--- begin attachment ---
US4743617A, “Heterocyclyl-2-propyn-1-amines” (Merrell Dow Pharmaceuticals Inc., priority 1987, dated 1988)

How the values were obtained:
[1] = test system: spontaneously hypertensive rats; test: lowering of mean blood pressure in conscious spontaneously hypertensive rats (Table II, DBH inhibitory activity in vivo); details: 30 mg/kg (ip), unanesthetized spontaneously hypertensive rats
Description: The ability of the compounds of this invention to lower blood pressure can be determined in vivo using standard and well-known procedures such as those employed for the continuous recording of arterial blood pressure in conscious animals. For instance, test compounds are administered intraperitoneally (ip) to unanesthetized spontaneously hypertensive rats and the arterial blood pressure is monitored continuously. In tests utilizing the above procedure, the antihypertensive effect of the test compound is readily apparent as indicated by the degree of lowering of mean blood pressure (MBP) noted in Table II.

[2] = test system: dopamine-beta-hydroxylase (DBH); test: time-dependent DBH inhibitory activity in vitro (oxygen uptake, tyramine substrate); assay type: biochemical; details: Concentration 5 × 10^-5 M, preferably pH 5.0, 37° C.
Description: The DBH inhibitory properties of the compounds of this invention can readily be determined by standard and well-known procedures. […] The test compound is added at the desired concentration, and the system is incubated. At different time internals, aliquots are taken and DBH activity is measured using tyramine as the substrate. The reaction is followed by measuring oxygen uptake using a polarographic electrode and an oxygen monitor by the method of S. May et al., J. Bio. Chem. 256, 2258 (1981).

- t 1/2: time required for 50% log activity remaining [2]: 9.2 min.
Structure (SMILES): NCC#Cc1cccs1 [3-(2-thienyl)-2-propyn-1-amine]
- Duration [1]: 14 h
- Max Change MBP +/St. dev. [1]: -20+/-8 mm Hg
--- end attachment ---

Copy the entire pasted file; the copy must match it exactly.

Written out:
US4743617A, “Heterocyclyl-2-propyn-1-amines” (Merrell Dow Pharmaceuticals Inc., priority 1987, dated 1988)

How the values were obtained:
[1] = test system: spontaneously hypertensive rats; test: lowering of mean blood pressure in conscious spontaneously hypertensive rats (Table II, DBH inhibitory activity in vivo); details: 30 mg/kg (ip), unanesthetized spontaneously hypertensive rats
Description: The ability of the compounds of this invention to lower blood pressure can be determined in vivo using standard and well-known procedures such as those employed for the continuous recording of arterial blood pressure in conscious animals. For instance, test compounds are administered intraperitoneally (ip) to unanesthetized spontaneously hypertensive rats and the arterial blood pressure is monitored continuously. In tests utilizing the above procedure, the antihypertensive effect of the test compound is readily apparent as indicated by the degree of lowering of mean blood pressure (MBP) noted in Table II.

[2] = test system: dopamine-beta-hydroxylase (DBH); test: time-dependent DBH inhibitory activity in vitro (oxygen uptake, tyramine substrate); assay type: biochemical; details: Concentration 5 × 10^-5 M, preferably pH 5.0, 37° C.
Description: The DBH inhibitory properties of the compounds of this invention can readily be determined by standard and well-known procedures. […] The test compound is added at the desired concentration, and the system is incubated. At different time internals, aliquots are taken and DBH activity is measured using tyramine as the substrate. The reaction is followed by measuring oxygen uptake using a polarographic electrode and an oxygen monitor by the method of S. May et al., J. Bio. Chem. 256, 2258 (1981).

- t 1/2: time required for 50% log activity remaining [2]: 9.2 min.
Structure (SMILES): NCC#Cc1cccs1 [3-(2-thienyl)-2-propyn-1-amine]
- Duration [1]: 14 h
- Max Change MBP +/St. dev. [1]: -20+/-8 mm Hg